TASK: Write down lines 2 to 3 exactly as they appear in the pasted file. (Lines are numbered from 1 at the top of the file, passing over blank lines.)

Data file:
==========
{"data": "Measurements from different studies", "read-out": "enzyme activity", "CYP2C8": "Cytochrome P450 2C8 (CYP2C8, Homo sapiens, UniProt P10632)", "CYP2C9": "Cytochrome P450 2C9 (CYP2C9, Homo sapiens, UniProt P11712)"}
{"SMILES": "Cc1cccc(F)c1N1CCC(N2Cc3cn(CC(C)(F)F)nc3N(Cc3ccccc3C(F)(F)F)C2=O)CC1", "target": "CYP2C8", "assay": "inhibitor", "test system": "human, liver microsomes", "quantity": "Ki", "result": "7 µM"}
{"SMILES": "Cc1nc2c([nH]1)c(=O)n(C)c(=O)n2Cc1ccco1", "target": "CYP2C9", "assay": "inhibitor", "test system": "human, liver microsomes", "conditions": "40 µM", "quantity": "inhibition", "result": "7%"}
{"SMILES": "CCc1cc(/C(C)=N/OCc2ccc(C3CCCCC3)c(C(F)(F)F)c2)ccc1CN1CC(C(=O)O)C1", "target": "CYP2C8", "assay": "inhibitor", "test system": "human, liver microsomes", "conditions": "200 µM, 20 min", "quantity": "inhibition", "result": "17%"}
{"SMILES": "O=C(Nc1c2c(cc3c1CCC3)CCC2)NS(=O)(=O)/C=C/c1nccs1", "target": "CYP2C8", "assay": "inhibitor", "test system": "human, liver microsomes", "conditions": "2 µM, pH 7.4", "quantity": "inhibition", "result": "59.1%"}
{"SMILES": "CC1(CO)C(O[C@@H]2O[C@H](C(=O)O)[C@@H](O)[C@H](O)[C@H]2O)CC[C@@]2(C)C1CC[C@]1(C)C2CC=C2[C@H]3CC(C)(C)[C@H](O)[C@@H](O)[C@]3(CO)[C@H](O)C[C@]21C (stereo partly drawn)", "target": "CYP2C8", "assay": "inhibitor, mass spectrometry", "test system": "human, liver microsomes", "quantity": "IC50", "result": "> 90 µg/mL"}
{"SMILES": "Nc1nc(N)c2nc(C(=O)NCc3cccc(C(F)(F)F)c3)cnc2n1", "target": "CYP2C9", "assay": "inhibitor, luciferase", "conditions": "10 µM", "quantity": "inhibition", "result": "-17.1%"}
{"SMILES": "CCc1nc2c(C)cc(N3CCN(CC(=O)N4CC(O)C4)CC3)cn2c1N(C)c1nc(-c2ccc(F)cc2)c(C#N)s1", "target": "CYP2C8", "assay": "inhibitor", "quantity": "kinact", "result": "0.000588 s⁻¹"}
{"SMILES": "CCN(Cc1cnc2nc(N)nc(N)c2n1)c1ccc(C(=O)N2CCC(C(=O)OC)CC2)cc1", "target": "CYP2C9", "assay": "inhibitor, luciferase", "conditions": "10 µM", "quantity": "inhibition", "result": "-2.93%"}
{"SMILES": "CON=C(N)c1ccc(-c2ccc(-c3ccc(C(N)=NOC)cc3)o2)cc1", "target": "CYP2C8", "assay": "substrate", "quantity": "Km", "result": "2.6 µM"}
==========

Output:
{"SMILES": "Cc1cccc(F)c1N1CCC(N2Cc3cn(CC(C)(F)F)nc3N(Cc3ccccc3C(F)(F)F)C2=O)CC1", "target": "CYP2C8", "assay": "inhibitor", "test system": "human, liver microsomes", "quantity": "Ki", "result": "7 µM"}
{"SMILES": "Cc1nc2c([nH]1)c(=O)n(C)c(=O)n2Cc1ccco1", "target": "CYP2C9", "assay": "inhibitor", "test system": "human, liver microsomes", "conditions": "40 µM", "quantity": "inhibition", "result": "7%"}